Almost two years after Jesse Matthew was charged with the murder of Hannah Graham, newly unsealed search warrants show how police closed in.
WASHINGTON — When police showed up at Jesse Matthew’s apartment and asked about the night he and missing University of Virginia student Hannah Graham were seen on video in a Charlottesville restaurant, Matthew told police “I was really drunk that night” and didn’t remember.
Newly unsealed search warrants from September 2014 provide details of how police initially identified Matthew as the suspect in the disappearance and murder of the UVA sophomore who was last seen Sept. 13, 2014.
The moment Jesse Matthew approached Hannah Graham
A witness who called the Hannah Graham tip line told police she and her friend were walking along the Charlottesville downtown mall, about 1 a.m. on Sept. 13, when a man, who police now say is Matthew, tried to high-five her. The woman ignored Matthew, but watched as he approached another woman who was walking alone and put his arm around her. Police now say surveillance video shows the woman was Graham.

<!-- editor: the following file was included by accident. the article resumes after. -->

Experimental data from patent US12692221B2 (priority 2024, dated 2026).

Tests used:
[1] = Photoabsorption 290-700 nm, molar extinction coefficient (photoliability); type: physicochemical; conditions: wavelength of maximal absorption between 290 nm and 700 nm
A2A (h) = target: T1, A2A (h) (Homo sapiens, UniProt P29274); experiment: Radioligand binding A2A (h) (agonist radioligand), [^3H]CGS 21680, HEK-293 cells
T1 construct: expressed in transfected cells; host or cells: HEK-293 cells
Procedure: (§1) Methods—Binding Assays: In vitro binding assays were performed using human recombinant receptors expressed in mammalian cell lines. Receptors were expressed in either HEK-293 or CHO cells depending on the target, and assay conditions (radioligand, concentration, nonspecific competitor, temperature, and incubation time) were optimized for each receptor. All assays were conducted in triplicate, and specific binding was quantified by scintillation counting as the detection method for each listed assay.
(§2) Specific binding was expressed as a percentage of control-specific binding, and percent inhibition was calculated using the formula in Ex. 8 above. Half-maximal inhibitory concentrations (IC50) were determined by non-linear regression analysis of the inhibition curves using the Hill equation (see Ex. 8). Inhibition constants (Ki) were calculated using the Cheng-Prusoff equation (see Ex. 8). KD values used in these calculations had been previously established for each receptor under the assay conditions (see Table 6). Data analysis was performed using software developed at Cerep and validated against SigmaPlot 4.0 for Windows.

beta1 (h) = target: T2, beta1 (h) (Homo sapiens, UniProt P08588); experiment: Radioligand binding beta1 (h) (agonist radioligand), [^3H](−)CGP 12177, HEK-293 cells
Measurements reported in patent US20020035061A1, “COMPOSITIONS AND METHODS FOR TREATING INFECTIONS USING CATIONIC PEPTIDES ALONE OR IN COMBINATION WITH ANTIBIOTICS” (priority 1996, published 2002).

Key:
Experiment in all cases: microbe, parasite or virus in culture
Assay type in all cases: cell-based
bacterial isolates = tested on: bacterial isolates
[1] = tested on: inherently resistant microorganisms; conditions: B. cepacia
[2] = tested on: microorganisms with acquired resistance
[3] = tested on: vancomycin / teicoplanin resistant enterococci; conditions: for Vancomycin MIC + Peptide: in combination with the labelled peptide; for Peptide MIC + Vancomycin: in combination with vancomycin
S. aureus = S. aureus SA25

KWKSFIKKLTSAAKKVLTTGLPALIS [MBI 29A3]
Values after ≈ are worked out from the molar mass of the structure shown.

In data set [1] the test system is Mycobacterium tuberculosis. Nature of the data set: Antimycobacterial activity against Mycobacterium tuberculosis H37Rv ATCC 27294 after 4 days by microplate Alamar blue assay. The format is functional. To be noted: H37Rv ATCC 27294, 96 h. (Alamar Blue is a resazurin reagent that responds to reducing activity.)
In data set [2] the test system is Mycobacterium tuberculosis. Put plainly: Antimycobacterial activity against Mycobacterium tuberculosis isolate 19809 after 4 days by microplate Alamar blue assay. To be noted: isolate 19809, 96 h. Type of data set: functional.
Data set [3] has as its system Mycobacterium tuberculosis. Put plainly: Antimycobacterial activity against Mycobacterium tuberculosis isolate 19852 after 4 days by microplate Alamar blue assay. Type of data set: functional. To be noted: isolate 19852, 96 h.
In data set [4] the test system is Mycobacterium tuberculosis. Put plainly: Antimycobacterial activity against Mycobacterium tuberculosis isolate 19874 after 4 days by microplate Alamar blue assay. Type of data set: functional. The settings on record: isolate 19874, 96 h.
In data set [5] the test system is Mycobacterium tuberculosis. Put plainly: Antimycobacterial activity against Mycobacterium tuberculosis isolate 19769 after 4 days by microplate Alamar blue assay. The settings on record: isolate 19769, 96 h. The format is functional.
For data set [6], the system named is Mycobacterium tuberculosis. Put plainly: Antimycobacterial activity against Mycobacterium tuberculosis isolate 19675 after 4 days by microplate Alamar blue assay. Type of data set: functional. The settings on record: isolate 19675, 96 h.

The woman told her friend, “He doesn’t know her.”
The witness and her friend followed Matthew and Graham into the Tempo restaurant and sat next to them. She noticed Graham had a pink smartphone in her back left pocket.
Matthew bought drinks and paid for them with a debit card. Later, Visa transaction reports receipts showed Matthew’s card was debited $15.30 at Tempo.
At last call, the witness said Graham asked her for a Marlboro cigarette. As the witness got up to leave, she remembered telling her friend, “he’s gonna <expletive> her up.”
In a court hearing Monday, a Charlottesville detective acknowledged that when shown a photo array in connection with Graham’s disappearance, the witness selected a man other than Matthew.
The mulch pile
Former Louisa County detective Stuart “Buck” Garner and his bloodhound Shaker were called by Charlottesville police to help track Graham’s scent after her disappearance. With Shaker leading the way, Garner, followed by Charlottesville detectives, left the downtown mall area and walked about a mile and a half east on Market Street to a neighborhood known as Woolen Mills, named for the mill that operated from the 1850s until the 1960s.